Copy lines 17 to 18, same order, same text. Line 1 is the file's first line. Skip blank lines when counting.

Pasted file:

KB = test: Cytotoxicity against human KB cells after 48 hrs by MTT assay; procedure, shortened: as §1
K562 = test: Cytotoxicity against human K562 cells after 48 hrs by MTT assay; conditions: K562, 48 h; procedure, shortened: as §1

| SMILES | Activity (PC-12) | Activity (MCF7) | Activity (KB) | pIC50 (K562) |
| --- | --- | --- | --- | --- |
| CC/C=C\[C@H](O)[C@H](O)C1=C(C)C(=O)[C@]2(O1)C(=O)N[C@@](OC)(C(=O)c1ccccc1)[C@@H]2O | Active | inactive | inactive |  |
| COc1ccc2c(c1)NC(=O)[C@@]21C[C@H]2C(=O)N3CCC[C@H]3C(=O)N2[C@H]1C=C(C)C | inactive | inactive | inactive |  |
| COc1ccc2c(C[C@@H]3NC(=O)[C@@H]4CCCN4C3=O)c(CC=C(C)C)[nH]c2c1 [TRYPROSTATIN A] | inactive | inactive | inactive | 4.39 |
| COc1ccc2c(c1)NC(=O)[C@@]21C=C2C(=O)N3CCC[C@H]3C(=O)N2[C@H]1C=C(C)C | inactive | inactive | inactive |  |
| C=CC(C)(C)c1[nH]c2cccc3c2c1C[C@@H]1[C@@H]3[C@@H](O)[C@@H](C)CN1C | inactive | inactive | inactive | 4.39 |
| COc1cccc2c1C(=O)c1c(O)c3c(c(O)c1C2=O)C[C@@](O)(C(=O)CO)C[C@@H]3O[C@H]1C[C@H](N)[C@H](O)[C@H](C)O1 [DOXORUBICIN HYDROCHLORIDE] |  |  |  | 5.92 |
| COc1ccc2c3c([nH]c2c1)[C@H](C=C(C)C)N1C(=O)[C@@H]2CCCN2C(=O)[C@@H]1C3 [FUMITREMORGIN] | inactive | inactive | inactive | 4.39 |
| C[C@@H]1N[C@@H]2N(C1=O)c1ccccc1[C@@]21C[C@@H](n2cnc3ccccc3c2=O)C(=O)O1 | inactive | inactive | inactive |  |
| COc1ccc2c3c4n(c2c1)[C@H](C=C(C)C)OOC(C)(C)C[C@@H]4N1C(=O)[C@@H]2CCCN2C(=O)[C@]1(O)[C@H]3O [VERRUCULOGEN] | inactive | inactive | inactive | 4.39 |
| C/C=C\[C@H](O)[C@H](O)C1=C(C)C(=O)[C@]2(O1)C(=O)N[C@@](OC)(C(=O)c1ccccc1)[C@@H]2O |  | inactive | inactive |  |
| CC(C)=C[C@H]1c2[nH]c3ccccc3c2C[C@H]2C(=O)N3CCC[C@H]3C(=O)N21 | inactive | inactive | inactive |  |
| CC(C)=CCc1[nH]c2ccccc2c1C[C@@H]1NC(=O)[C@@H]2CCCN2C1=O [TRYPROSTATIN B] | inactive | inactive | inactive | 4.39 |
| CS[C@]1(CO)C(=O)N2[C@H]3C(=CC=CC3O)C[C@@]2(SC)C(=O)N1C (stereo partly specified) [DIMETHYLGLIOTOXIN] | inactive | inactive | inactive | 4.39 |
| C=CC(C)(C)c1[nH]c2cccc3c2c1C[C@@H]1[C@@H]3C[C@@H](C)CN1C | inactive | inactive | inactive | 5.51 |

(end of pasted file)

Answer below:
| CS[C@]1(CO)C(=O)N2[C@H]3C(=CC=CC3O)C[C@@]2(SC)C(=O)N1C (stereo partly specified) [DIMETHYLGLIOTOXIN] | inactive | inactive | inactive | 4.39 |
| C=CC(C)(C)c1[nH]c2cccc3c2c1C[C@@H]1[C@@H]3C[C@@H](C)CN1C | inactive | inactive | inactive | 5.51 |